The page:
The squad had dinner in an average mid-west diner then headed over to Joyful Noise Recordings, where said Tinder date was meant to meet up with said friend. There were a bunch of lo-fi indie rock bands playing for $10 so we all tagged along, and it was lucky we did. It turned out that the Tinder date had left early, so we ended up getting our groove on to some funky haphazard experimental music and having a blast. That night, the local underground scene was shook by the bunch of Australian exchange students dancing (more like flailing limbs everywhere) in the back corner to bands we’ll never listen to again and people who’ll never judge us again. So I guess in that instance we were the weird ones.


 Mandatory student austerity question: What was the budget like? 

Student exchanges are fab because you not only automatically receive a $1,500 mobility scholarship to go towards the cost of your trip, but you also can apply for a Government OS-HELP loan of up to $6,500 that will be added to your HECS loan. Even if you think you’ll have enough savings, I’d definitely recommend taking a loan just in case.

Flights are obviously the biggest expense when travelling overseas, so it is worth booking early and looking out for cheap deals. Return flights to New York set me back around $1,750 and domestic flights came to around $500. We were advised by MQ exchange prior to booking that flights could cost up to $2,500. Before I had even left Australia I had already spent around $3,000 on flights, a passport, travel insurance and a student visa.

Of course once you leave the country, it is entirely up to you what experience you want to have and therefore how much money you’ll spend. While clothes, food, alcohol and general expenses are relatively cheaper than Australia, expect to spend big dollars when travelling to some of America’s, and the world’s, biggest cities. On top of that, have you seen how crappy the exchange rate is?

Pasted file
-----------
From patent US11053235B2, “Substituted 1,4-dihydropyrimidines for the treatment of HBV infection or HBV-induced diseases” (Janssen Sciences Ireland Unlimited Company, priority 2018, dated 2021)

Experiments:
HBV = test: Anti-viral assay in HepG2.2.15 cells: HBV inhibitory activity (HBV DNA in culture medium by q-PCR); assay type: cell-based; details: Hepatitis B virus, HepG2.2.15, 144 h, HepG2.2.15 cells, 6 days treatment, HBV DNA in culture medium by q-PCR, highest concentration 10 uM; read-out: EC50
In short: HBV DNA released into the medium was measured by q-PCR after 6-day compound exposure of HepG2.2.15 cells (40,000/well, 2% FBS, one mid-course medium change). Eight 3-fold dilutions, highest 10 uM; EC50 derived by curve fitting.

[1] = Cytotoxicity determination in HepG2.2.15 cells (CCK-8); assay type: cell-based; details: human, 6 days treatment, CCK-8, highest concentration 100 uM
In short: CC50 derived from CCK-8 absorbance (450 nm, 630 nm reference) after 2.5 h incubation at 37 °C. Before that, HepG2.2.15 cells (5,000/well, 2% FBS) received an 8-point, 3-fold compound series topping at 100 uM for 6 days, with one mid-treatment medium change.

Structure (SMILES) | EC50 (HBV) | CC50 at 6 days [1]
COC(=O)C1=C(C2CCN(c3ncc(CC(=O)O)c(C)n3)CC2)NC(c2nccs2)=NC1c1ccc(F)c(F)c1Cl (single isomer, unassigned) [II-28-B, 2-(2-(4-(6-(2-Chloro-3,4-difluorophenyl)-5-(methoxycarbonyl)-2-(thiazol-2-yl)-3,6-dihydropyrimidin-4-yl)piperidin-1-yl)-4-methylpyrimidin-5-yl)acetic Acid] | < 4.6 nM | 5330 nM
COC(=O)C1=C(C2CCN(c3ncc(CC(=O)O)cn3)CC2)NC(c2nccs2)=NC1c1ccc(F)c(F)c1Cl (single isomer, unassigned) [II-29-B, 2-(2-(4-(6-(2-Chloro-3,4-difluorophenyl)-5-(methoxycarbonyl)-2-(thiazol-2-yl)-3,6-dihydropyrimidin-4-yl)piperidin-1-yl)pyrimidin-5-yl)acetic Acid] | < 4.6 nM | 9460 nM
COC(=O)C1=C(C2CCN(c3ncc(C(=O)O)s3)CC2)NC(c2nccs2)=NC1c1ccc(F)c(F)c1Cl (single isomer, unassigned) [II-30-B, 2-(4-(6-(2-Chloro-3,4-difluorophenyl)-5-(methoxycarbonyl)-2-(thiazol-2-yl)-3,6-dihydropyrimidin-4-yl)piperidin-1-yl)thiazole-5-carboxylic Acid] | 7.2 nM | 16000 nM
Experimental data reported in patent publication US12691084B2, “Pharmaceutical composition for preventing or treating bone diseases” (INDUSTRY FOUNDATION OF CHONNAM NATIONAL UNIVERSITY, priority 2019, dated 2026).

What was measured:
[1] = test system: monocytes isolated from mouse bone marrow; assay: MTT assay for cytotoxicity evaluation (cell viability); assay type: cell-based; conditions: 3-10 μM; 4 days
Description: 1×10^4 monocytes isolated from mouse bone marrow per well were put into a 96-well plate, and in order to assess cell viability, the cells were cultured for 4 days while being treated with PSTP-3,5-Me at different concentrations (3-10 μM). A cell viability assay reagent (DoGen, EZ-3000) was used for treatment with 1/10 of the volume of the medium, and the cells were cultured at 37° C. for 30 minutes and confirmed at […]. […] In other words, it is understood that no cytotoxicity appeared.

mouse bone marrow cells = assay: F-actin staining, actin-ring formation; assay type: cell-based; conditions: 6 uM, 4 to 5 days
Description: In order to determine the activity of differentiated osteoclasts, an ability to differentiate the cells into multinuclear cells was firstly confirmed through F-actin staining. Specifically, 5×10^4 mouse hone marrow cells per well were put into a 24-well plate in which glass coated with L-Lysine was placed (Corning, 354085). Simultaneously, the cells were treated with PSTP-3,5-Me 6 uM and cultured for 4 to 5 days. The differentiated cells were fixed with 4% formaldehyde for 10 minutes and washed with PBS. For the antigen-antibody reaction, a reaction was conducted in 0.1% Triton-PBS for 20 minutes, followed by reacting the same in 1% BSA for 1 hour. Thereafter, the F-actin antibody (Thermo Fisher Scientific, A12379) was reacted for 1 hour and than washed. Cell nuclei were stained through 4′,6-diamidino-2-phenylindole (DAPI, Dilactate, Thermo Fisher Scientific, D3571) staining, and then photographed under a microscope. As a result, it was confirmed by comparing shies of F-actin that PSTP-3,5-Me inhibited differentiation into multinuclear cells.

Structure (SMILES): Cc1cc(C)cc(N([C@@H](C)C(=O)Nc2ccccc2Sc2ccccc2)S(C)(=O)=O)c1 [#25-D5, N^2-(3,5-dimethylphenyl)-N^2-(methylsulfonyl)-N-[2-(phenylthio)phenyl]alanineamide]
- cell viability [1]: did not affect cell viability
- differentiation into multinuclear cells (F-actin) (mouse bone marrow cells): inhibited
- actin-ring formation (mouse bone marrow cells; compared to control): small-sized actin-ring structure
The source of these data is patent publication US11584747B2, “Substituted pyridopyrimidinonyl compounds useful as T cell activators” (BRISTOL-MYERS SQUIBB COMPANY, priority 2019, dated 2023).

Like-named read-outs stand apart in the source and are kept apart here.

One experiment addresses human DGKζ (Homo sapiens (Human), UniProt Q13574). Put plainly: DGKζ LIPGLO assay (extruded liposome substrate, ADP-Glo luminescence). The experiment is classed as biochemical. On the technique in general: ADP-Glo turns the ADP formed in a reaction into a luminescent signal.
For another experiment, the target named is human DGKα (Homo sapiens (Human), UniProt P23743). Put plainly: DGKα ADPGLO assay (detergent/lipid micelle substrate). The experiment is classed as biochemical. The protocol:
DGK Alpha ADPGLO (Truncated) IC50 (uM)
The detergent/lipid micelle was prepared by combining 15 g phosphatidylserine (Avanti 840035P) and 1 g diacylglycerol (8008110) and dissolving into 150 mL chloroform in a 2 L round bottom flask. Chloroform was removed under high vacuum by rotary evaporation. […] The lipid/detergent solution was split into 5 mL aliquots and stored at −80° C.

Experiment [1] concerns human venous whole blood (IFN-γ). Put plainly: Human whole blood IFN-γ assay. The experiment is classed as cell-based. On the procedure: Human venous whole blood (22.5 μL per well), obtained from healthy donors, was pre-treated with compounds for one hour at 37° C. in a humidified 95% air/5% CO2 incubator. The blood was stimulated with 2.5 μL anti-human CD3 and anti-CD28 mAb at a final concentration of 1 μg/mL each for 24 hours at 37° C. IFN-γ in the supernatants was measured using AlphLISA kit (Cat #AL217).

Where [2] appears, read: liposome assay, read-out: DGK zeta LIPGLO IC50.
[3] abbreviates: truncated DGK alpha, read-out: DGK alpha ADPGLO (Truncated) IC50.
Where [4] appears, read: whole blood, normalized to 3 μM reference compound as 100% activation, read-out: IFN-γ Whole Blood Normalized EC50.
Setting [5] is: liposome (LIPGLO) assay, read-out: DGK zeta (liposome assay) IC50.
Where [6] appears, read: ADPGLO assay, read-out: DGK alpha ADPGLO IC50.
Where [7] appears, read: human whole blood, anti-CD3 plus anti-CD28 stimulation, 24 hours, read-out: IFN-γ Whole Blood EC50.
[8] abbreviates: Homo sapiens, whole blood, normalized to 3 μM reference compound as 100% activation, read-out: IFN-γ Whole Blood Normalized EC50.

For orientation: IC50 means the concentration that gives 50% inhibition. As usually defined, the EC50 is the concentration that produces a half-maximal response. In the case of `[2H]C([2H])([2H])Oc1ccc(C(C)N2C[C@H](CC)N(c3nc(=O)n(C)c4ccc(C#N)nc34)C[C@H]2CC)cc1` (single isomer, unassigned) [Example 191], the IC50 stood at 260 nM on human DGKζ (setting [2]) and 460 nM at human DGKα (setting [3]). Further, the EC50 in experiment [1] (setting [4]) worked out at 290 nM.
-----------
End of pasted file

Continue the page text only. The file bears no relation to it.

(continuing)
Accommodation is super expensive in New York, ♫ Concrete jungle where dreams are made of ♫. Choosing a reputable hostel such as Hostelling International over a cheap hotel can easily save you 50-75 per cent for a place to sleep and store your luggage. The same can be applied to Chicago.

In the Mid West, things are much cheaper than the Big Apple. Keep your cash passport topped up with money for Uber because, as I mentioned before, it’ll be the main type of transport you’ll use to get around. If you’re a media student looking into the Butler University short-term exchange, factor in costs such as groceries, meals, upfront student fees, excursions, general spending money and some emergency money too.


#Foodbucketlist: Best eats? 

Sorry coeliacs but this question is reserved for the best food ever, and that is pizza. New York pizza and Chicago pizza have long been rivals and, having tried them both, I can confidently say which one I believe to be the winner. The best pizza I have ever had was a deep-dish margarita from Gino’s Restaurant in Chicago. People line up for hours to try this pizza and it is easy to see why. I can’t even explain the crust… the base of the pizza is sort of like the crust of a pie but it is crispy and buttery and so delicious.

The size of New York pizzas was impressive. My friends and I dined at Mama’s Pizzeria, a no-frills family-owned restaurant in the Upper West Side of Manhattan. It was conveniently right near our hostel so we could collapse into a food coma straight away.

 What advice would you give to other people who are traveling?

  1. MONEY – don’t stress over it. Set yourself a budget and be realistic in terms of what you can afford, where you will be eating, what attractions you’ll see, etc. If your financial situation allows you to travel (because it is a luxury experience), don’t let the cost of a trip deter you from going. It is totally 100% worth it.
  2. OPEN MIND – take everything as it comes. Try and not cling to preconceived ideas of how you will engage with a particular place and be open to new things.
  3. COMMUNICATION – this is so important. Whether you are travelling with a friend, partner, or near-strangers (as I was), communication and transparency is key to fostering a healthy travel relationship. Talk it out and be willing to compromise.

 My travel mantra is…

If you don’t have many expectations you are guaranteed to find travelling enjoyable. Keep your eyes peeled and ears tuned to the targets because you will learn from and engage with a whole new world that isn’t available on your front doorstep.